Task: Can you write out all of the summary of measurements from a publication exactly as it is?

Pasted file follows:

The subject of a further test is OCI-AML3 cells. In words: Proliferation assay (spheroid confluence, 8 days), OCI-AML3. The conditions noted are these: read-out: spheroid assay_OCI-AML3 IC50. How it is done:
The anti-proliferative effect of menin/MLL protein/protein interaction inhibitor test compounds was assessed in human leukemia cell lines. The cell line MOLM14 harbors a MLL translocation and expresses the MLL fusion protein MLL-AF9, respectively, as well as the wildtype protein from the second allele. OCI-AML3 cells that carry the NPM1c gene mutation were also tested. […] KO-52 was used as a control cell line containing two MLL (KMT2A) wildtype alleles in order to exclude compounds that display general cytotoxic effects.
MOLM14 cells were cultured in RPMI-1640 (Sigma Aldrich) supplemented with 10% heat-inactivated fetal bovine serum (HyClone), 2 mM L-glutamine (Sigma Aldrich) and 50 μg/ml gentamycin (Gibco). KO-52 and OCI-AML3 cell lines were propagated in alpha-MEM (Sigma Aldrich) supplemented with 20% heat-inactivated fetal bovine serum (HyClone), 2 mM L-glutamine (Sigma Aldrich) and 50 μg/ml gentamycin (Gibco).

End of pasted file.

The subject of a further test is OCI-AML3 cells. In words: Proliferation assay (spheroid confluence, 8 days), OCI-AML3. The conditions noted are these: read-out: spheroid assay_OCI-AML3 IC50. How it is done:
The anti-proliferative effect of menin/MLL protein/protein interaction inhibitor test compounds was assessed in human leukemia cell lines. The cell line MOLM14 harbors a MLL translocation and expresses the MLL fusion protein MLL-AF9, respectively, as well as the wildtype protein from the second allele. OCI-AML3 cells that carry the NPM1c gene mutation were also tested. […] KO-52 was used as a control cell line containing two MLL (KMT2A) wildtype alleles in order to exclude compounds that display general cytotoxic effects.
MOLM14 cells were cultured in RPMI-1640 (Sigma Aldrich) supplemented with 10% heat-inactivated fetal bovine serum (HyClone), 2 mM L-glutamine (Sigma Aldrich) and 50 μg/ml gentamycin (Gibco). KO-52 and OCI-AML3 cell lines were propagated in alpha-MEM (Sigma Aldrich) supplemented with 20% heat-inactivated fetal bovine serum (HyClone), 2 mM L-glutamine (Sigma Aldrich) and 50 μg/ml gentamycin (Gibco).